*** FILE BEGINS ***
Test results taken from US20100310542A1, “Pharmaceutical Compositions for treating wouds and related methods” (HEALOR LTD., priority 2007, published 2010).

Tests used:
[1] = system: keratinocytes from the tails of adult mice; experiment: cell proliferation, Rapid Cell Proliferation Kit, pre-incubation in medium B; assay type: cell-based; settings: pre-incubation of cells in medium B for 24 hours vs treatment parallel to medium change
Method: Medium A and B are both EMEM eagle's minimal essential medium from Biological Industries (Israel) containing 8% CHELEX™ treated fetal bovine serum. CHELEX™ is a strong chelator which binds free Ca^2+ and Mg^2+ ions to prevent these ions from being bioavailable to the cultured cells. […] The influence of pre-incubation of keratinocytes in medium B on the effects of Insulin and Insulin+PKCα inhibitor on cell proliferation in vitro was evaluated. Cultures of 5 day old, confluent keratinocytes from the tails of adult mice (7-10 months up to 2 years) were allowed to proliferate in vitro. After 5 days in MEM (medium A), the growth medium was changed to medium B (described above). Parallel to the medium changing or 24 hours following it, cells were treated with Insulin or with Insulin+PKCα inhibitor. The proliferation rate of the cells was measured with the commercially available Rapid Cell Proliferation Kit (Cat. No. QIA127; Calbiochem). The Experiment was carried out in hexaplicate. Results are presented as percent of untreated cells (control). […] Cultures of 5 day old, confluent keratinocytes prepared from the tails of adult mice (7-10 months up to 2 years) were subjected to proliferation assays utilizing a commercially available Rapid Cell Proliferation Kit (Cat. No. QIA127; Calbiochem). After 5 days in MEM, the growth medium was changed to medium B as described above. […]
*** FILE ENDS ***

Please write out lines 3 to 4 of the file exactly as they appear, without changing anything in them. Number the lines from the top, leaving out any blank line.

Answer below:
[1] = system: keratinocytes from the tails of adult mice; experiment: cell proliferation, Rapid Cell Proliferation Kit, pre-incubation in medium B; assay type: cell-based; settings: pre-incubation of cells in medium B for 24 hours vs treatment parallel to medium change
Method: Medium A and B are both EMEM eagle's minimal essential medium from Biological Industries (Israel) containing 8% CHELEX™ treated fetal bovine serum. CHELEX™ is a strong chelator which binds free Ca^2+ and Mg^2+ ions to prevent these ions from being bioavailable to the cultured cells. […] The influence of pre-incubation of keratinocytes in medium B on the effects of Insulin and Insulin+PKCα inhibitor on cell proliferation in vitro was evaluated. Cultures of 5 day old, confluent keratinocytes from the tails of adult mice (7-10 months up to 2 years) were allowed to proliferate in vitro. After 5 days in MEM (medium A), the growth medium was changed to medium B (described above). Parallel to the medium changing or 24 hours following it, cells were treated with Insulin or with Insulin+PKCα inhibitor. The proliferation rate of the cells was measured with the commercially available Rapid Cell Proliferation Kit (Cat. No. QIA127; Calbiochem). The Experiment was carried out in hexaplicate. Results are presented as percent of untreated cells (control). […] Cultures of 5 day old, confluent keratinocytes prepared from the tails of adult mice (7-10 months up to 2 years) were subjected to proliferation assays utilizing a commercially available Rapid Cell Proliferation Kit (Cat. No. QIA127; Calbiochem). After 5 days in MEM, the growth medium was changed to medium B as described above. […]